This geometry is schematically depicted at 10′ of FIG. 2. Scanner adapter card 22 is preferably provided to multiplex image data from the front side and back side scanners under control of document tracking logic 24, details of which are unimportant to the practice of the invention. Scanner data output by the respective scanners is subjected to calibration functions 26 and, since the image sensors are generally high-speed charged coupled devices (CCDs) operating partially in serial and partially in parallel, pixel order is reorganized at 28 and the image data buffered at 30 for transfer to bus 32.
FIG. 2 shows the front and back scanner and a scanner adapter (SA) card. It also shows one of the Image Capture Processor Paths (ICPP). There are four such paths, each located in its own image processor card (IPO). The SA card communicates with the front and back scanner and also communications with each IPC.
At all times, the SA card makes the video data for the front and back scanner available to all four ICPPs. Under program control, at any given time, one of the ICPPs taps the front scanner image and a different ICPP taps the back scanner image. The program control also ensures that a given ICPP first taps the front and then taps the back of the same document.
In an ICPP, the SI card contains three raw image buffers. The buffers are used to store the tapped video information and are used sequentially. Next, the two IPCs for the front and back images, respectively, get the respective images from the raw image buffers of the SI card and process them.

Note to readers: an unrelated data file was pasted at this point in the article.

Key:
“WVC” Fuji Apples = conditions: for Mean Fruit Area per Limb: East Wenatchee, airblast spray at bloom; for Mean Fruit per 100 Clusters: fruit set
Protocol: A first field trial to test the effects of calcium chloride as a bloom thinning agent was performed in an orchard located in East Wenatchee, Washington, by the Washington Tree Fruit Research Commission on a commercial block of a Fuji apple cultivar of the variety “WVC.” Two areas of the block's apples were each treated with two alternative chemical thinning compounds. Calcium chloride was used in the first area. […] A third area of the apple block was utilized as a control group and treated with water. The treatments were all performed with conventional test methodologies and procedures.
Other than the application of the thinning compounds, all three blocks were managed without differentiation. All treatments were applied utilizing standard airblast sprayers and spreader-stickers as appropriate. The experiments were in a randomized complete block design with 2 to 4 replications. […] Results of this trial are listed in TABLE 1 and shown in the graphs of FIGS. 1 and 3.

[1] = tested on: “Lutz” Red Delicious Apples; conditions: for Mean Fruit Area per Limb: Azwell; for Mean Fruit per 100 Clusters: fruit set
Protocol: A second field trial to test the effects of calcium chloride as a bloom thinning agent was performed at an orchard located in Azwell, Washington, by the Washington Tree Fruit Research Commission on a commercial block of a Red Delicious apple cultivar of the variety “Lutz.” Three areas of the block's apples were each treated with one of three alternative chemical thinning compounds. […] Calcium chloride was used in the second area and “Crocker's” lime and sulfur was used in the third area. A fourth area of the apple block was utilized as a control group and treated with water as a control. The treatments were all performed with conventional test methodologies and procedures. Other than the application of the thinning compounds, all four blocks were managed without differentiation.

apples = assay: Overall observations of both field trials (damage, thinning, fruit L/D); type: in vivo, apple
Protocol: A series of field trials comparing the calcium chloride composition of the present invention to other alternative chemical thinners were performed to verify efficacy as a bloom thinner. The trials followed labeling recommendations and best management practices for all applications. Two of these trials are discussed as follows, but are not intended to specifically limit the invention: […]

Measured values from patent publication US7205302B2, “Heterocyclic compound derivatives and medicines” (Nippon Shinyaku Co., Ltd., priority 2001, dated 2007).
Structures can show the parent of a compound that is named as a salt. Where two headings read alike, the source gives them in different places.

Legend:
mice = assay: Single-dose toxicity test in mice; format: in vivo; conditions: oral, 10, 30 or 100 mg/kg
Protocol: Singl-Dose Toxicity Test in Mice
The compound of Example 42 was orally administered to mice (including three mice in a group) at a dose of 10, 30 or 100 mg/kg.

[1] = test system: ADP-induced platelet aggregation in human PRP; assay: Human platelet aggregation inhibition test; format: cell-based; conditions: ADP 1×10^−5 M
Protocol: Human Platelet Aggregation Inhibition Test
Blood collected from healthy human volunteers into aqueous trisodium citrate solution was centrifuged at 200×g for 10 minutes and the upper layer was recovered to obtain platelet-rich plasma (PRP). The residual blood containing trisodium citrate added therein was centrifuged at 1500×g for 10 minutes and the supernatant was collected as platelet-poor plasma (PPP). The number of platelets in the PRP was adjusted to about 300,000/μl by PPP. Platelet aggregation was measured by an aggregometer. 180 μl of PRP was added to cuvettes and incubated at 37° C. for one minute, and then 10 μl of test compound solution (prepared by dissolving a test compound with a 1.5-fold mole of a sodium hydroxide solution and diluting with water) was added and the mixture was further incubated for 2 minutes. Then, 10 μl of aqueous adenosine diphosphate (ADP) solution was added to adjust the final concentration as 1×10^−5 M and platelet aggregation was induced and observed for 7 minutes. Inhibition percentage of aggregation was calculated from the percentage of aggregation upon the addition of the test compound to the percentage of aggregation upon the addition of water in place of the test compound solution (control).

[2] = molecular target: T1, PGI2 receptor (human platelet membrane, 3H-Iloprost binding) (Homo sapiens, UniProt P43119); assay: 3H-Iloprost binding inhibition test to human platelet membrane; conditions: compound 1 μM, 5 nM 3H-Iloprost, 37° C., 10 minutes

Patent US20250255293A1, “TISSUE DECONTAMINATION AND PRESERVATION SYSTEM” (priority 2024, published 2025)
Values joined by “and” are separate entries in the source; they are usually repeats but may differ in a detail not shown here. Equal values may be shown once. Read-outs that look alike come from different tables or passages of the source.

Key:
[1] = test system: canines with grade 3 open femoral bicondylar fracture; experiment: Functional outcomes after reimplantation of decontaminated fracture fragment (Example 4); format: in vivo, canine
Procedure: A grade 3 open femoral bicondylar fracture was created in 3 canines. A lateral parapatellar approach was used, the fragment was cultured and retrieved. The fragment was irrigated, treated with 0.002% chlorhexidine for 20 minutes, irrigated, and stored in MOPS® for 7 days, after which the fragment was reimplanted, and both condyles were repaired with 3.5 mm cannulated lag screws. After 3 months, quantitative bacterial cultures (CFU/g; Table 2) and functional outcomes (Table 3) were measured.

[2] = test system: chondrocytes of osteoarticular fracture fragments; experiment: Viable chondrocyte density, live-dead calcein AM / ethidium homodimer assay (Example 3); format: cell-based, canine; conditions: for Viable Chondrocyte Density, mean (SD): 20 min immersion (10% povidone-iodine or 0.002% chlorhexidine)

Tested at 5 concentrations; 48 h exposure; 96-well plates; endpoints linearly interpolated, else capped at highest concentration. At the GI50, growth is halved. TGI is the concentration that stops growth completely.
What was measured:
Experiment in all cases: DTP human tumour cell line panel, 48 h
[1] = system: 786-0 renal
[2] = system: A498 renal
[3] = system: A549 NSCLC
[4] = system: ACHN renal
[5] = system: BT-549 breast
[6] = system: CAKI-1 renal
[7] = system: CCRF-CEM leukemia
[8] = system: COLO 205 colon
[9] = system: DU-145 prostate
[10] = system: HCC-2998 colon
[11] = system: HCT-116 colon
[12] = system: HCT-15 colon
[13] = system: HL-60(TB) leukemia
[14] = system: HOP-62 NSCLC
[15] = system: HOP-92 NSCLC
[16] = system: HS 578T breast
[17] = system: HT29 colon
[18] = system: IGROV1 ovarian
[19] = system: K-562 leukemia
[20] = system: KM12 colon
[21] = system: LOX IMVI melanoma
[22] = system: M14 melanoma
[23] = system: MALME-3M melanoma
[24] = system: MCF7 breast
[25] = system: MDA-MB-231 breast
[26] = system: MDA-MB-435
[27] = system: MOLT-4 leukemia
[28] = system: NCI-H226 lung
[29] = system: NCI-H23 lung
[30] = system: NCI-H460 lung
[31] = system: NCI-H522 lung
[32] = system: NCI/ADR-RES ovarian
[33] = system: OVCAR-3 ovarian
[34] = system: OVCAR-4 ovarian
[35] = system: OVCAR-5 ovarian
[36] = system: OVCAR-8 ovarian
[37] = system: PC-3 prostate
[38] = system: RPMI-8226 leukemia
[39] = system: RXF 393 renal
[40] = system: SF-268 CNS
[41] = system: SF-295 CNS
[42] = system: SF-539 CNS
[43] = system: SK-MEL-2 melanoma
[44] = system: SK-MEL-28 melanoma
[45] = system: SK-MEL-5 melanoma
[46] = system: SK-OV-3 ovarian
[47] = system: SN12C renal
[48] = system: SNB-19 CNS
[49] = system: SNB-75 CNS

A controller central processing unit 34 and an image capture processing path memory 36 are also connected to bus 32 for control of the scanners and initial image data processing, respectively. An ethernet card and token ring card, collectively indicated at 38, are preferably provided for communicating with a host processor and allowing a potentially large plurality of arrangements as depicted in FIG. 2 to be used simultaneously and in parallel.
Parallel processing arrangements 40, 42 are also preferably provided for processing front and back images of the document, respectively. Raw image data from buffers 30, passes over bus 32 and buffered in bus interface 44. The raw image data is deskewed at 46 to correct for errors in positioning on document stage 14. The deskewed data is then processed into a gray scale image at 48 and compressed, preferably in accordance with the JPEG standard at 50, or compressed into a black and white image at 49 and compressed, preferably in accordance with the ABIC of G4 Modified Modified Read (MMR) standards, and buffered for transfer back to bus 32 and storage in image capture processing path (ICPP) memory 36. ICPP memory 36 can be considered as either a mass storage for compressed image data or as an intermediate storage prior to transfer to such a mass storage from which image data can be selectively retrieved and the desired image reconstructed.